Petitioners concede that Metro underreported subcontract income during the years in issue, Metro overstated its subcontract expense in 1988 and 1989, and all of the funds related to the underreporting and overstatement were diverted to Butler. Petitioners contend, without supplying any contemporaneous documentary evidence or third-party testimony, that all funds diverted to Butler were used to pay Metro's ordinary and necessary business expenses (e.g., cash payments for lower dumping fees, black-market truck parts, compensation to Butler and other Metro employees, etc.). See Franklin v. Commissioner , T.C. Memo. 1993-184 (placing the burden of production on the taxpayer insofar as the taxpayer's defense to fraud is premised on offsetting deductions).
a. Cash Payments to Miller
The cash payments to Miller were not ordinary expenses because they were not "normal, usual, or customary", and the transactions which gave rise to these expenses were not "of common or frequent occurrence in the type of business involved." See Deputy v. Dupont , 308 U.S. 488, 495 (1940); United Draperies v. Commissioner , 41 T.C. 457, 463 (1964), affd. 340 F.2d 936 (7th Cir. 1964). Petitioners have not established that other Burnsville customers paid cash in exchange for lower dumping fees, or that such payments were a common practice in the Twin Cities area. Thus, the cash payments are not deductible. See Welch v. Helvering , 290 U.S. 111, 115 (1933). Moreover, section 162(c)(2) disallows deductions for payments that constitute "an illegal bribe, illegal kickback, or other illegal payment" under a "generally enforced" State law. Minn. Stat. Ann. sec. 609.86 (West Supp. 2002), a generally enforced State law, prohibits commercial bribery. See sec. 1.162-18(b)(3), Income Tax Regs. Thus, pursuant to section 162(c)(2), no deduction is permitted for the cash payments to Miller. ═
b. Miscellaneous Expenses
Petitioners contend that Butler, after paying Miller, spent the remaining funds on Metro-related expenses. Petitioners, however, give no specific account as to why, when, or how much of the diverted funds were used to pay Metro expenses. Accordingly, Metro is not entitled to deductions for these alleged expenses.
c. Officer's Compensation
Petitioners' alternative contention is that all funds diverted to Butler are deductible by Metro as officer's compensation. Payments are deductible, however, only when they are intended as compensation. See King's Court Mobile Home Park, Inc. v. Commissioner , 98 T.C. 511, 514 (1992). The testimony and documentary evidence establish, and we conclude, that Metro did not intend these payments to be compensation. ═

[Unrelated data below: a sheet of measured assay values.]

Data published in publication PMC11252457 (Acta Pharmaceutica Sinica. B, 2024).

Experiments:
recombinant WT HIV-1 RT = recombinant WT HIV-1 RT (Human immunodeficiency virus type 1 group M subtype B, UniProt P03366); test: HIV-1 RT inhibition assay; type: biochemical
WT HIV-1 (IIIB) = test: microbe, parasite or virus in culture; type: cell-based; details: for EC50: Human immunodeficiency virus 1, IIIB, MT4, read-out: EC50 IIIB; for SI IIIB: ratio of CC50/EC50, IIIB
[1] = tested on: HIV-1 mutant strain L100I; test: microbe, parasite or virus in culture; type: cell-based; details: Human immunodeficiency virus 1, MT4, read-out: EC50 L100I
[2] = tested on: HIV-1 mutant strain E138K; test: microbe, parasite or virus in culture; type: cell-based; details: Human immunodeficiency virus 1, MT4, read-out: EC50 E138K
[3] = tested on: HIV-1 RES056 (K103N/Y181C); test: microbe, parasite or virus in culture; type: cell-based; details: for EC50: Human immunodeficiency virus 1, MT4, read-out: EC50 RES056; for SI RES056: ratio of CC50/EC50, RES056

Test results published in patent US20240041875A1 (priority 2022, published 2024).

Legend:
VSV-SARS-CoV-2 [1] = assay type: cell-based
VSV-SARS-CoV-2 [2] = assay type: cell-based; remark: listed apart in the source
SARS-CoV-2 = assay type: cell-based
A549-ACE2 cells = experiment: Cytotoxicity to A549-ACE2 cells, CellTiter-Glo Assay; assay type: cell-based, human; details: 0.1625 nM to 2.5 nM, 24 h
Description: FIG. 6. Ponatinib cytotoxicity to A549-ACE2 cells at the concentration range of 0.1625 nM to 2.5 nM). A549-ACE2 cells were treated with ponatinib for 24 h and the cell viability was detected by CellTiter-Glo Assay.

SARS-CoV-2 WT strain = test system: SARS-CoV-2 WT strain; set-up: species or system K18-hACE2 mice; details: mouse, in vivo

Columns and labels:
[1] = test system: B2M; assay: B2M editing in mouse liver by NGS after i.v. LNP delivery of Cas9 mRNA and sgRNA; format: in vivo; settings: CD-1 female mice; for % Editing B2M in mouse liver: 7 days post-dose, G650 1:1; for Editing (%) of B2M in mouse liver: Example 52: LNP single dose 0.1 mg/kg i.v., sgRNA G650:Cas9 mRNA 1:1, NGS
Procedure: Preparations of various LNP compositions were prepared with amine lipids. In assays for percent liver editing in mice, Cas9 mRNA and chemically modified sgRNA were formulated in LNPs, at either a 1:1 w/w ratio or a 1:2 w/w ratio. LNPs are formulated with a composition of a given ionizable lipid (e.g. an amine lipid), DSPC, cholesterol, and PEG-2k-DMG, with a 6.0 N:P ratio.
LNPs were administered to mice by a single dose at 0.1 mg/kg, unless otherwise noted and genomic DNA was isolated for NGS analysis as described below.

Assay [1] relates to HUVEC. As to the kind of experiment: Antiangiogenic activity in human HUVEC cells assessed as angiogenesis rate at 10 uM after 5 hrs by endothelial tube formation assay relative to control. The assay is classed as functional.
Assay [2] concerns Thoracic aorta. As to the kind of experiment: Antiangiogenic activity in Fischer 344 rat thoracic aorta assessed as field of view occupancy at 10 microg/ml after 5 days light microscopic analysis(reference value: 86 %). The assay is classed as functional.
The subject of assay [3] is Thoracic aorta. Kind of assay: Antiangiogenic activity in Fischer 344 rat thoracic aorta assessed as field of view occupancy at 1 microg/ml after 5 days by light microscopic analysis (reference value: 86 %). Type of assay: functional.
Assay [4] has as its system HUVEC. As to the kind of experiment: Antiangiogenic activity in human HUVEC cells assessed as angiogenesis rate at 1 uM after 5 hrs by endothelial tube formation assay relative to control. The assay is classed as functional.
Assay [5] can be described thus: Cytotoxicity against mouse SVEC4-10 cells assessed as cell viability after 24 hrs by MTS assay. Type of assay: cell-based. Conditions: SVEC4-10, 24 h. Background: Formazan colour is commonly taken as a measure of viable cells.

═ Petitioners' concessions, that Metro omitted income and overstated deductions, and our holding that Metro is not entitled to offsetting deductions establish Metro's underpayment of tax for tax years 1988 through 1990. ═
═ B. Fraud
Fraud is established by proof of intent to evade tax believed to be owing. See Clayton v. Commissioner , 102 T.C. 632 (1994). A corporation is liable for fraud if its officer has the fraudulent intent to evade the corporation's taxes. DiLeo v. Commissioner , 96 T.C. 858, 875 (1991), affd. 959 F.2d 16 (2d Cir. 1992); Beck v. Commissioner , T.C. Memo. 2001-270. ═
═ Metro's two officers, Butler and McGraw, both concede their participation in the two schemes that led to the misrepresentations on Metro's tax returns, which McGraw signed. Metro's accounting department, under Butler's orders and McGraw's supervision, did not keep books and records relating to the funds diverted to Butler. McGraw caused Metro to file an incorrect return even after his attorney told him to report the income accurately. During Metro's 1990 and 1991 tax audits, neither Butler nor McGraw informed the Federal or State taxing authorities about the income omissions and deduction overstatements. Participants in the schemes primarily dealt in cash, and any checks used to facilitate the schemes were written for less than $10,000 to avoid Internal Revenue Service scrutiny. ═
═ Petitioners contend that they believed Metro's returns did not reflect an underpayment because Butler used the diverted funds to pay Metro's expenses. We disagree. McGraw, Metro's chief financial officer, readily acknowledged that, when Metro's return was filed, he did not know how much Butler was receiving nor what he was doing with the money. McGraw knowingly participated in both schemes by accounting for, and causing Metro to deduct, fictitious subcontract expenses. In addition, Butler pled guilty to violating section 7206 for aiding and abetting the filing of a false corporate return and willfully underreporting income relating to his 1988 and 1989 tax returns. ═